Explaining Multi-stage Tasks by Learning Temporal Logic Formulas from Suboptimal Demonstrations

Glen Chou, Necmiye Ozay, Dmitry Berenson


We present a method for learning to perform multi-stage tasks from demonstrations by learning the logical structure and atomic propositions of a consistent linear temporal logic (LTL) formula. The learner is given successful but potentially suboptimal demonstrations, where the demonstrator is optimizing a cost function while satisfying the LTL formula, and the cost function is uncertain to the learner. Our algorithm uses the Karush-Kuhn-Tucker (KKT) optimality conditions of the demonstrations together with a counterexample-guided falsification strategy to learn the atomic proposition parameters and logical structure of the LTL formula, respectively. We provide theoretical guarantees on the conservativeness of the recovered atomic proposition sets, as well as completeness in the search for finding an LTL formula consistent with the demonstrations. We evaluate our method on high-dimensional nonlinear systems by learning LTL formulas explaining multi-stage tasks on 7-DOF arm and quadrotor systems and show that it outperforms competing methods for learning LTL formulas from positive examples.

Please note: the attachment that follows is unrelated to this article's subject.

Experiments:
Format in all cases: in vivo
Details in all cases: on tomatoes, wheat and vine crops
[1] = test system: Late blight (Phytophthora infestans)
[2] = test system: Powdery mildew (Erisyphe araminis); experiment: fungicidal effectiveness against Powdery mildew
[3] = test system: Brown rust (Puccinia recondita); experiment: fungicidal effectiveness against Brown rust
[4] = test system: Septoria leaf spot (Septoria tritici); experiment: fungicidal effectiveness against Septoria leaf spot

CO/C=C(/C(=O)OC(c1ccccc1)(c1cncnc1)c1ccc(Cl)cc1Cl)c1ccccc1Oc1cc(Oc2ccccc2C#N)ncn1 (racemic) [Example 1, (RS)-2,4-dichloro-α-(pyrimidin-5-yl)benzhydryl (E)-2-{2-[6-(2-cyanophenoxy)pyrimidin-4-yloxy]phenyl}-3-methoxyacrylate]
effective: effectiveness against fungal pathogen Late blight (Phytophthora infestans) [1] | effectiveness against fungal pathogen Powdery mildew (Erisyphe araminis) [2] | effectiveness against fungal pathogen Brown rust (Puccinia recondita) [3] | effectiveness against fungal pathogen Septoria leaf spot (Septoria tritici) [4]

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This paper studies the problem of learning multi-stage tasks given a set of positive demonstrations from an approximately optimal demonstrator. Specifically the paper studies a variant of Apprenticeship Learning/ Inverse Reinforcement Learning (IRL) where parts of the task are described by a fragment of Linear Temporal Logic. This follows a growing body of literature studying similar problems to address the fact traditional IRL (which learns rewards) does not easily extend to sequential tasks. The approach taken in this paper is at a high level straightforward, but technically impressive. The authors propose: 1. Parameterizing the space of cost functions and specifications. 2. Searching for parameters that "explain" the demonstrations. However, like tradtional IRL - or perhaps more so - the notion of "explains" is highly degenerate. To alleviate this, the authors propose searching for parameters that make the demonstrator "approximately-optimal" where optimality is independently evaluated both at level of low level control and with respect to the specification. The low level critera optimality critera is given as the KKT conditions, which is never fully justified. I must admit, that while thorough, the exposition in this section was quite terse and at some points dizzying. Even being somewhat familar with the embedding of temporal logic constraints as Mixed Interger Constraints, I found this part hard to follow. The specification optimality critera later comes in the form of "minimality" in the atomic propositions "visited". While I'm not certain, believe that this minimality might correspond to the path length in the monitoring buchi-automata, subject to dynamic feasbility. The ultimate algorithm resembles counter example guided inductive synthesis. The essential idea is to check if there exists a formula with a bounded syntatic dag size that is approximately optimal - where the "approximate" comes in the form of a meta-parameter bounding the distance from optimality. The refuted formula are used to synthesize counter example trajectories which serve to tighten the concept class. If no formula of a particular DAG size exists, the DAG size is increased. This length based search, which uses a previously establish SAT encoding of possible parse trees, is both systematic and serves to regularize the learner, since larger formulas are more expressive - and thus easier to overfit. Finally, the paper evaluates this technique on a number of impressive examples and demonstrates that the addition of goal directed behavior does indeed output perform a similar techniques for learning from positive examples. My primary concerns are: 1. How does this algorithm deal uncertainty in the dynamics. The approximate KKL satisfaction seems like a potential solution, but doesn't explicitly model agents accounting for risk. 2. Is there a way to measure how "confident" the algorithm is in the returned result. 3. Is there a way to robustify this algorithm to mis-labeled or unlabeled examples. In particular, it seems to me that incorrectly refuting a trajectory in step 10 of Alg 1 could have disastrous consequences for learning algorithm, despite ample evidence in the rest of the demonstrations.